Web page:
• Reduce the heat to low and add the ginger, garlic and drained seaweed. Cover with a lid and simmer for 10 minutes.
  • In a non-stick skillet heat the sesame oil and add the tofu cubes. Fry for 5-7 minutes, stirring frequently, until golden.
  • Turn off the heat for the soup, and add soy sauce, garlic, tofu and freshly ground black pepper.
  • Divide into serving bowls, garnish with diced scallions and serve warm.




  • Linda Lindsay
    January 16, 2018

    Are there noodles in this soup? In the photo, the 2 green “nests” look like noodles…

    • Ana
      January 16, 2018

      It’s actually kelp – it looks indeed like noodles so I took the opportunity and made some nests 🙂

  • monika
    January 17, 2018

    While seaweed is EXCELLENT for thyroid – one should exercise caution with soy.
    It is highly GMO.
    And people with thyroid problems should DEFINITELY limit their soy.

    With only one exception, either no effects or only very modest changes were noted in these trials. Thus, collectively the findings provide little evidence that in euthyroid, iodine-replete individuals, soy foods, or isoflavones adversely affect thyroid function. In contrast, some evidence suggests that soy foods, by inhibiting absorption, may increase the dose of thyroid hormone required by hypothyroid patients. However, hypothyroid adults need not avoid soy foods. In addition, there remains a theoretical concern based on in vitro and animal data that in individuals with compromised thyroid function and/or whose iodine intake is marginal soy foods may increase risk of developing clinical hypothyroidism. Therefore, it is important for soy food consumers to make sure their intake of iodine is adequate.

    • Ana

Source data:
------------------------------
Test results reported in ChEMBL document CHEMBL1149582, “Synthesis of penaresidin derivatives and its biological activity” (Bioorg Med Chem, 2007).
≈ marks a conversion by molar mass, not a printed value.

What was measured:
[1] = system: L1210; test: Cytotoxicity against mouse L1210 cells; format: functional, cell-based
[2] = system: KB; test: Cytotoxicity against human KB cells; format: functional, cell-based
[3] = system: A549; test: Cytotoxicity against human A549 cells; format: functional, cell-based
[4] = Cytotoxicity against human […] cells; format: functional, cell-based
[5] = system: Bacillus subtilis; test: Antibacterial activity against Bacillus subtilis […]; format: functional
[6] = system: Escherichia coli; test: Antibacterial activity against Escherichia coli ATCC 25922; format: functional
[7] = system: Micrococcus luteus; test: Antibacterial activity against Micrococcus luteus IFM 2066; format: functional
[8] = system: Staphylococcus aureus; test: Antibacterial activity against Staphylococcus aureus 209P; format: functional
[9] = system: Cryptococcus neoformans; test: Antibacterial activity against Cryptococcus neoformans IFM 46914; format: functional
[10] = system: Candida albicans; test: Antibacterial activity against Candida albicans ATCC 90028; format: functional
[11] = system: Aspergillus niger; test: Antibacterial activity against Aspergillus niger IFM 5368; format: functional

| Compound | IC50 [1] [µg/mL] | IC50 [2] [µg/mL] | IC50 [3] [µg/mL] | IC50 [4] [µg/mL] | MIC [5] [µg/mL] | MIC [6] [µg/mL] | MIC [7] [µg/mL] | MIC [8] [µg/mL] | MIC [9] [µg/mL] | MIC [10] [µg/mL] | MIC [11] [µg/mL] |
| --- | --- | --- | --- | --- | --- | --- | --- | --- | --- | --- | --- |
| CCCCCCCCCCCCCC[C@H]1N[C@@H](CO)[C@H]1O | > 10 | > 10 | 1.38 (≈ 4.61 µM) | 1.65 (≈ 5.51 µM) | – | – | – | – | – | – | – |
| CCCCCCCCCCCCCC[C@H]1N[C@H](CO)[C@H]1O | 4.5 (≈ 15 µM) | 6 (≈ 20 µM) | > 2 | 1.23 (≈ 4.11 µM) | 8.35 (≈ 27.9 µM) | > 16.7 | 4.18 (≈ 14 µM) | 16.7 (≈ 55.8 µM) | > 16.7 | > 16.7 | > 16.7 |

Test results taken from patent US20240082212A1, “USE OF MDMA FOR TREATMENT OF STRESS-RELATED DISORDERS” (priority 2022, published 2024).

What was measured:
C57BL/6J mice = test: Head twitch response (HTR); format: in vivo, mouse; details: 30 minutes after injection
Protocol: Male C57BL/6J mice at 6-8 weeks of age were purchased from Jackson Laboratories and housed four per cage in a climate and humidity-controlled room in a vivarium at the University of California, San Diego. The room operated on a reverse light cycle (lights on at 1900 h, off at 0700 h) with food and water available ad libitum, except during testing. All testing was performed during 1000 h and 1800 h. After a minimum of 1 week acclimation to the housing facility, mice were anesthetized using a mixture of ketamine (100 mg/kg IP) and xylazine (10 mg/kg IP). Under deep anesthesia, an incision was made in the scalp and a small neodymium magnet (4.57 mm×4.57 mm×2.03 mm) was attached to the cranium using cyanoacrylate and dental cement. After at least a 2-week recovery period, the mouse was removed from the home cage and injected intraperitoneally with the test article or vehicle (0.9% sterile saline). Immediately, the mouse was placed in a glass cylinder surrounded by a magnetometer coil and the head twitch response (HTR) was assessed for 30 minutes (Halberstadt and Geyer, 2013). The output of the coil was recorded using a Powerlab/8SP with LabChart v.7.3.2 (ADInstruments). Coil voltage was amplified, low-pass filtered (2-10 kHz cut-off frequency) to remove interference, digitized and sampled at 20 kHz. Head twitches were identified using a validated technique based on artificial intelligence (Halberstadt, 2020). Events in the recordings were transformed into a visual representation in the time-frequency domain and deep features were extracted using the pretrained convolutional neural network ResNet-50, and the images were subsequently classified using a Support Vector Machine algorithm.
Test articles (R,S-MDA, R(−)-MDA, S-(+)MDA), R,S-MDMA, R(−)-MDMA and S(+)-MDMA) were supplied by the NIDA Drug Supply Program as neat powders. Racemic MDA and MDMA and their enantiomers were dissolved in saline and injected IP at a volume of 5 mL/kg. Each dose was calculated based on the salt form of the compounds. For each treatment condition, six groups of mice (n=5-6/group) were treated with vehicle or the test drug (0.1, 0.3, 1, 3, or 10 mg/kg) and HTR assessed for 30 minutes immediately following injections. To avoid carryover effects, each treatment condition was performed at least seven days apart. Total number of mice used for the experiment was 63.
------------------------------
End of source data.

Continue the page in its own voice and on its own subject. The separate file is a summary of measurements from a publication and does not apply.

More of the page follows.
January 22, 2018

      Thank you for the link! I do advocate too for a limited soy consumption when dealing thyroid issues, and I always choose a non-GMO source when choosing to add it to my meals, such as in this soup.

  • V.
    September 11, 2018

    Can you share a link or tell us where you purchased your kelp? I’d really like to make this recipe. Thanks!

    • Ana
      September 11, 2018

      I purchased it from a my local health store, but you can order it online from or Amazon.

    • Ana
      September 23, 2018

      I purchased the kelp from a local health store, but I’m sure you will find it on Amazon or any local Japanese or Asian ethnic local store.

  • Yan Yi
    November 12, 2018

    Would seaweed not be suitable for those having hyperthyroid? I’m just wondering how to adjust my diet after finding out that I may have to cut out my favourite seaweed soup…

    • Ana
      November 14, 2018

      You don’t need to totally cut out your favourite seawood soup. Seaweed is high in iodine, which have effects on thyroid especially if your hyperthiroidy has autoimmune causes. However, eating it once a week will still get you to enjoy your favourite taste and benefit from the seaweed antioxidants.

  • Morgan
    October 17, 2020

    Hello Anna – can this be frozen and re-heated? Thanks!

    • Morgan
      October 17, 2020

      Sorry! Ana with one n!

    • Ana
      October 20, 2020

      Hi Morgan, I’m not sure if the seaweed will keep the properties after freezing.